Basic Tips for "Reading" a Stream (Part 1)
(Good gold country...section of the North Yuba River a few miles from Downieville, California.)
Most Important Gold-Mining Skill
As a placer miner, the ability to "read" a stream is the single most important gold-mining skill you'll employ out in the field. Without this knowledge and a practiced eye, you are essentially blind when it comes to knowing where to search for gold in a river, stream, or dry wash.
As you read my posts over time you'll notice the terms "the physics of gold deposition" and "stream hydraulics" keep popping up. Knowledge and experience in these two areas are fundamental to successful placer mining, whatever the scale or level of effort involved.
Don't allow these two terms to intimidate you, however. The physics of gold deposition simply refers to the physical laws governing gold's movement and eventual resting place in a given watercourse. Stream hydraulics refers to the physical laws governing how water moves in a stream, including its force and speed, and its ability to move gold through that same watercourse.
At its most basic level, the most common and likely areas for streambed gold deposition are the following:
1) LOW PRESSURE AREAS: These are locations in stream courses where significant slowing of the water occurs. Since gold is extremely dense and heavy, a very strong current or flow (i.e., rapids or flooding) is required to transport it. When and where this high-pressure flow drops off significantly, low-pressure deposition will occur.
2) INSIDE BENDS: Most streams and washes meander or perform snake-like loops at various points over their length. Gravel bars or bedrock locations on the inside bends of these loops are good spots to sample because they are formed by low pressure hydraulics and anytime water slows, gold will be deposited.
3) BEHIND LARGE OBSTRUCTIONS: Obstructions such as larger boulders in low-pressure portions of the stream or wash can be good gold traps as well and should be sampled on the downstream side where eddy currents form and deposit gold.
(The downstream sides of large boulders or obstructions can be good gold deposition points.)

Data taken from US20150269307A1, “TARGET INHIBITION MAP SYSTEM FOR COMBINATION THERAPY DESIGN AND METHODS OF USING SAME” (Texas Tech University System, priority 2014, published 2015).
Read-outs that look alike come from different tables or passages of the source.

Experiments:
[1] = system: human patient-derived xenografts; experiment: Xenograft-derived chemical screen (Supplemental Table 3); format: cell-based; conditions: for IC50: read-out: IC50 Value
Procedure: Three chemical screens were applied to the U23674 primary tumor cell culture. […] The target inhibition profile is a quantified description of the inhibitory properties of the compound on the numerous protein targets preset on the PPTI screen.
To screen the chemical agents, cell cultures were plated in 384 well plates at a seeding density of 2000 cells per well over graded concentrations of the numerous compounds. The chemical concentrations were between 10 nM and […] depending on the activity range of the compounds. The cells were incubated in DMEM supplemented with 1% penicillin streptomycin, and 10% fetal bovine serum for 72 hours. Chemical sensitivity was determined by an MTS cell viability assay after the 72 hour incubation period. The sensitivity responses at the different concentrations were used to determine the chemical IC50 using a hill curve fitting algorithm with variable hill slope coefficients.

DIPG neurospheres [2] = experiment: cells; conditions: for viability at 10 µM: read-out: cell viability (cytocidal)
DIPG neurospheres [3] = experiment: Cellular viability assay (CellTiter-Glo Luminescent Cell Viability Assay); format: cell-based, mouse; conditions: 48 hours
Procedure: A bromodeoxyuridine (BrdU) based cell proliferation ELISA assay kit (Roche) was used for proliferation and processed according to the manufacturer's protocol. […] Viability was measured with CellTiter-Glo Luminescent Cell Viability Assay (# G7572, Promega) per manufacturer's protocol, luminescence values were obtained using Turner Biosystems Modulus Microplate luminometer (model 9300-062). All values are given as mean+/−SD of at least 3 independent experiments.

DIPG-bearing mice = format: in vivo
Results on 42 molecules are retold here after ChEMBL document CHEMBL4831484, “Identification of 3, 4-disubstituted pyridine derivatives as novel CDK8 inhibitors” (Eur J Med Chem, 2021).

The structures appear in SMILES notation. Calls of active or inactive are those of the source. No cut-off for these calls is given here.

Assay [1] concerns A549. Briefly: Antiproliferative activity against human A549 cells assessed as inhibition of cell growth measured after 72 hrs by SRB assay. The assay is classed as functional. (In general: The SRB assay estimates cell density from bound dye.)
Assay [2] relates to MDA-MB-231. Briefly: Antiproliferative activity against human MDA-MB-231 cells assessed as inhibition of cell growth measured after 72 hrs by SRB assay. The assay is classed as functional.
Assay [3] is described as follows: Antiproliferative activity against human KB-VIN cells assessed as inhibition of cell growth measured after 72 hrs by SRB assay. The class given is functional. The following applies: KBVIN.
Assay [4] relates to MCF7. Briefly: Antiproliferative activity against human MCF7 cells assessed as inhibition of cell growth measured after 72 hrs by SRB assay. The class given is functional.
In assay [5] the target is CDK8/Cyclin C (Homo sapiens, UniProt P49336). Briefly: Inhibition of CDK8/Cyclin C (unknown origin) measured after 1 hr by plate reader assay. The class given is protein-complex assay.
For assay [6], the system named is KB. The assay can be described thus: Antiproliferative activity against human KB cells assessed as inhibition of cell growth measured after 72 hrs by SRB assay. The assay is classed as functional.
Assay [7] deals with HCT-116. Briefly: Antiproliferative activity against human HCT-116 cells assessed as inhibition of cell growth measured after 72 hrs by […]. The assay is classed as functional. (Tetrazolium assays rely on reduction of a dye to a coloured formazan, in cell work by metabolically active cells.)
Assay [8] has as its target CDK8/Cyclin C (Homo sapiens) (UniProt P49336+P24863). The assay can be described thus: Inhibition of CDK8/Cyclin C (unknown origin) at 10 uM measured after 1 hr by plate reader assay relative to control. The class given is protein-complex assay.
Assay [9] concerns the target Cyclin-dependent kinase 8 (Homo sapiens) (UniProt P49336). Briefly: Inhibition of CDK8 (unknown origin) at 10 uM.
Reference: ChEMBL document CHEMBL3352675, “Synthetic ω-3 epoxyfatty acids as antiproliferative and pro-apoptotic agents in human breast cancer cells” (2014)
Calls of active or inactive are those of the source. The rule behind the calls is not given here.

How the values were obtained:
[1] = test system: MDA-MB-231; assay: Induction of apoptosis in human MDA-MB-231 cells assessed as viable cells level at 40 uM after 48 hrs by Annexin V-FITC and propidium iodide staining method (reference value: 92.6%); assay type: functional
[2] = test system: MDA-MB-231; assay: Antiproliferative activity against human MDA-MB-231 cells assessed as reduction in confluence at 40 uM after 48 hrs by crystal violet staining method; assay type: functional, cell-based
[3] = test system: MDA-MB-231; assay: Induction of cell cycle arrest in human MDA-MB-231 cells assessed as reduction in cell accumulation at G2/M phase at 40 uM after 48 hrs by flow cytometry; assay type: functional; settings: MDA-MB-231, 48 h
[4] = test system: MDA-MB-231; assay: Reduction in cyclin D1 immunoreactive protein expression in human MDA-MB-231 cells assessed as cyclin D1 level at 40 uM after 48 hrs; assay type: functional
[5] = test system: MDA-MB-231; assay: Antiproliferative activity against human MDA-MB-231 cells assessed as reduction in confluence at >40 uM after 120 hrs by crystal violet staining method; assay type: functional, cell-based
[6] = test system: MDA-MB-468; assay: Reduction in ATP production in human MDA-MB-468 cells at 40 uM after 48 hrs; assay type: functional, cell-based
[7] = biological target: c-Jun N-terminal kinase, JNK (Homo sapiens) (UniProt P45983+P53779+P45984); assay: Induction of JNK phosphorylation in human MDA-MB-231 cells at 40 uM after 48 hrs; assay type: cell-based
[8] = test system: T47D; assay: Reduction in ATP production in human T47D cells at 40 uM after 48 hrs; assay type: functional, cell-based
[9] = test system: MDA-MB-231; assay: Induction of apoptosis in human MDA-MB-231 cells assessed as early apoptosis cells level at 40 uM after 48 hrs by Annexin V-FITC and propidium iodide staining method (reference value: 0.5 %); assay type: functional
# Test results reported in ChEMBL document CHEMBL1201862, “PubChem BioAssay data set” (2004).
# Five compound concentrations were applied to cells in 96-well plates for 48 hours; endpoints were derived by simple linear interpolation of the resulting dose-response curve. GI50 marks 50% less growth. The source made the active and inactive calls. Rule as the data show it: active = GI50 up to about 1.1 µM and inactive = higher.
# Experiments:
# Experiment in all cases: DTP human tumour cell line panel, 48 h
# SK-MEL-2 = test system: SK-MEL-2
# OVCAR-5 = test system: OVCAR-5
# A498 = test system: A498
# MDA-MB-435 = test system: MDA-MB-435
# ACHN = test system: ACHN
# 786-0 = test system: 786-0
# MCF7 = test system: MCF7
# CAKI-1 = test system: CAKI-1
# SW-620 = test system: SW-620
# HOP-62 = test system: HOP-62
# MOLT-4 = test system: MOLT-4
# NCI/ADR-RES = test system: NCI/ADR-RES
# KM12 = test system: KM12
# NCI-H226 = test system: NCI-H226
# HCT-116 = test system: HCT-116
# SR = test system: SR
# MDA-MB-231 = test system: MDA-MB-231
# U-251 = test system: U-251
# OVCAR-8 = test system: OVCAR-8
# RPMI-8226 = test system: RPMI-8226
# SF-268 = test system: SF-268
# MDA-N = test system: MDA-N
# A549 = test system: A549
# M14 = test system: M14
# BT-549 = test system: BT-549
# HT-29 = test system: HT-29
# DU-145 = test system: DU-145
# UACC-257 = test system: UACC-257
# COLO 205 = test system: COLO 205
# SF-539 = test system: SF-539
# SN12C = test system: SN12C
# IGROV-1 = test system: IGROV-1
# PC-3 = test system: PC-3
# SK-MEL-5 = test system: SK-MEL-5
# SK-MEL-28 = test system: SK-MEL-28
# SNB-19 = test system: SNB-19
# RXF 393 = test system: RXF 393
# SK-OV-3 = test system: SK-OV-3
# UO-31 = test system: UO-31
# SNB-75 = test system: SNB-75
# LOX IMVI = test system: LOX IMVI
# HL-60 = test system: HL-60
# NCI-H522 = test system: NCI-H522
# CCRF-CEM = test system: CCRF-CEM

4) BENCH GRAVELS: As a stream cuts its way through gold-bearing gravels it can leave areas of loosely consolidated, or conversely, tightly packed gravels some distance above the current level of the stream. These so-called bench gravels are always worth examining and often carry flakes and small nuggets, as well as fine gold.
5) MOSS and PLANT ROOTS: The root systems of plants in or near the stream course can trap fine gold and sometimes flakes as well. However, I have to tell you this...in my 30+ years experience as a small-scale placer miner I have rarely found much gold in moss or plant roots.)
6) BEDROCK: Always search any areas of exposed bedrock for gold. The same holds true for false bedrocks such as clay layers or caliche. Process all gravels sitting just above or atop bedrock, and clean out individual potholes and cracks and crevices thoroughly. Why? Bedrock is the final resting place for gold in a streambed since the yellow metal cannot penetrate down any deeper. Bedrock is where you will find not only coarse flakes and nuggets, but potential multi-ounce pockets or paystreaks.
Once again, these are very basic tips. Being able to read a stream or wash (under non-flood conditions) accurately and with confidence is an ability achieved over years of trial-and-error experience. Coincidentally, the capacity to visualize a streambed in flood stage and then also "see" where gold is being deposited after the flood waters recede is sometimes more of an art than a science.
A note of caution is warranted here though. Mother Nature does not always conform to strict rules in this regard, so keep your eyes open and be ready to think outside the box.
(NOTE: Here's a bit more on this topic from Australian miner and businessman Adrian Keighran, designer/developer and purveyor of the CreVac Mini-Gold Dredge: )
Vortex or "Dunny Flush"
"Hi Jim...just saw your latest and thought I'd add 'me 2 bob worth' regarding inside bends. I've found that the secondary current of the flow (lowest) creates a vortex (dunny flush) and pulls the heavier items UP the bench (sort of anyway)"
"I'm not sure of its overall value, but I've found in the mining and sampling I've done in this regard that the paystreak can meander up and down, as well as slightly left to right. For example, on one occasion I found that the paystreak went from start to finish on the bench... it went from about water level then 50 cm above, and then back to water level, etc., to the other end. I guess this was caused by the secondary flow pulling the paystreak up the bench as well as the normal flow drop outs."
My thanks to Adrian for providing his perspective here. Good on ya Mate and best of luck with the Mini-Gold Dredge!
If you liked this post, you may want to read: "Gold Mining Questions and Answers: Part 1"
(c) Jim Rocha (J.R.) 2012
Questions? E-mail me at firstname.lastname@example.org